The aim of this study was to perform a meta-analysis of studies evaluating the association of clinic and daytime, nighttime, and 24-h blood pressure with the occurrence of new-onset atrial fibrillation. We conducted a literature search through PubMed, Web of science, and Cochrane Library for articles evaluating the occurrence of new-onset atrial fibrillation in relation to the above-mentioned blood pressure parameters and reporting adjusted hazard ratio and 95% confidence interval. We identified five studies. The pooled population consisted of 7224 patients who experienced 444 cases of atrial fibrillation. The overall adjusted hazard ratio (95% confidence interval) was 1.05 (0.98-1.13), 1.19 (1.11-1.27), 1.18 (1.11-1.26), and 1.23 (1.14-1.32), per 10-mmHg increment in clinic, daytime, nighttime, and 24-h systolic blood pressure, respectively. The degree of heterogeneity of the hazard ratio estimates across the studies (Q and I-squared statistics) were minimal. The results of this meta-analysis strongly suggest that ambulatory systolic blood pressure prospectively predicts incident atrial fibrillation better than does clinic systolic blood pressure and that daytime, nighttime, and 24-h systolic blood pressure are similarly associated with future atrial fibrillation.

Association of clinic and ambulatory blood pressure with new-onset atrial fibrillation: A meta-analysis of observational studies

Coccina F.;Pierdomenico A. M.;De Rosa M.;Cuccurullo C.;Pierdomenico S. D.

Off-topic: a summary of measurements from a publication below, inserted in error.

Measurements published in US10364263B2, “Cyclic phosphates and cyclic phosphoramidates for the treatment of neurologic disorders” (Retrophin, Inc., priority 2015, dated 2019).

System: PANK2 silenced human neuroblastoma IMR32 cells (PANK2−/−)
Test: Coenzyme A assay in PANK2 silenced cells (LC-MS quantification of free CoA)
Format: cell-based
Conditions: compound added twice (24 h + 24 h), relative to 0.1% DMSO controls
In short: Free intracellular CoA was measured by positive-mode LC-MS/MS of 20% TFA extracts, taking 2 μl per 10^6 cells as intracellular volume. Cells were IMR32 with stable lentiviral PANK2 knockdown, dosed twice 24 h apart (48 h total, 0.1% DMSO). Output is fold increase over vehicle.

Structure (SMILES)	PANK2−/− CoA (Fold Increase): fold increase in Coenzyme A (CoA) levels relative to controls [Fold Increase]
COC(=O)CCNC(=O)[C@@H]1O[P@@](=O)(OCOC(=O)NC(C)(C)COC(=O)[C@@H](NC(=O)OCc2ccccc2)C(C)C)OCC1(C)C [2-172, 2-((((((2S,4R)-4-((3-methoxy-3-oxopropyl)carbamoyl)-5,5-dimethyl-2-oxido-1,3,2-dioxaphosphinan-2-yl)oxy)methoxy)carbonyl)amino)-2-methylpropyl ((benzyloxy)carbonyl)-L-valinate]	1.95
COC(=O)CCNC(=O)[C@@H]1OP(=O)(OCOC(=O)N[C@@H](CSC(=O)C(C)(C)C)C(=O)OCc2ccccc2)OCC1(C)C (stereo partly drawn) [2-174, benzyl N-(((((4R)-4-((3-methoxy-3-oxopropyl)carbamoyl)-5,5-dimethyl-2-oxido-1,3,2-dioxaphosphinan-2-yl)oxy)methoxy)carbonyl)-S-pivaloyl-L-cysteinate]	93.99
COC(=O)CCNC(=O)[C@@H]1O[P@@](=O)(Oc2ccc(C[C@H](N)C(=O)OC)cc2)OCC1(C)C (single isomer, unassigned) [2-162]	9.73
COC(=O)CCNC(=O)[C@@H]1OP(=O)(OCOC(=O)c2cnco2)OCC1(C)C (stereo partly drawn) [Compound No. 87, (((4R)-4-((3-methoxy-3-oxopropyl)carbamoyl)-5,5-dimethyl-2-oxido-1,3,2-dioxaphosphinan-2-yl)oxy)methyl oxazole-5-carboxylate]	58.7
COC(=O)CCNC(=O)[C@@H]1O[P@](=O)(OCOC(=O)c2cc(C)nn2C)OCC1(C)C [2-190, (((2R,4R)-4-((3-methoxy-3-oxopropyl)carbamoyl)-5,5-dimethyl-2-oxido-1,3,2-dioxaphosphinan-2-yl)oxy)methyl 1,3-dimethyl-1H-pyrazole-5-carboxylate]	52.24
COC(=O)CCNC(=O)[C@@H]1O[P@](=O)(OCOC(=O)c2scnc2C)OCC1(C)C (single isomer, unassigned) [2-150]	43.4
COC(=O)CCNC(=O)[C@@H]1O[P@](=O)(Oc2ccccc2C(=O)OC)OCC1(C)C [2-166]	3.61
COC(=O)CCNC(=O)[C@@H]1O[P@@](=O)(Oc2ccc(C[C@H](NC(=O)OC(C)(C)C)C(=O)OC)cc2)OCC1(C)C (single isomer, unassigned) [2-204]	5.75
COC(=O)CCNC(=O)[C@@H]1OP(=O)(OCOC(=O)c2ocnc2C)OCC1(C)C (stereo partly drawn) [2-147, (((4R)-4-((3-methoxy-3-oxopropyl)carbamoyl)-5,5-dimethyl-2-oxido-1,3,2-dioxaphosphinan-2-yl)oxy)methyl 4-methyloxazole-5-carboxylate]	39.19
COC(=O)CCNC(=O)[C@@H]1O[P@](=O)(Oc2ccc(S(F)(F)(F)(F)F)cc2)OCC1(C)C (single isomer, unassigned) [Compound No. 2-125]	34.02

2021

Abstract

The aim of this study was to perform a meta-analysis of studies evaluating the association of clinic and daytime, nighttime, and 24-h blood pressure with the occurrence of new-onset atrial fibrillation. We conducted a literature search through PubMed, Web of science, and Cochrane Library for articles evaluating the occurrence of new-onset atrial fibrillation in relation to the above-mentioned blood pressure parameters and reporting adjusted hazard ratio and 95% confidence interval. We identified five studies. The pooled population consisted of 7224 patients who experienced 444 cases of atrial fibrillation. The overall adjusted hazard ratio (95% confidence interval) was 1.05 (0.98-1.13), 1.19 (1.11-1.27), 1.18 (1.11-1.26), and 1.23 (1.14-1.32), per 10-mmHg increment in clinic, daytime, nighttime, and 24-h systolic blood pressure, respectively. The degree of heterogeneity of the hazard ratio estimates across the studies (Q and I-squared statistics) were minimal. The results of this meta-analysis strongly suggest that ambulatory systolic blood pressure prospectively predicts incident atrial fibrillation better than does clinic systolic blood pressure and that daytime, nighttime, and 24-h systolic blood pressure are similarly associated with future atrial fibrillation.
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Utilizza questo identificativo per citare o creare un link a questo documento: http://hdl.handle.net/11564/773339
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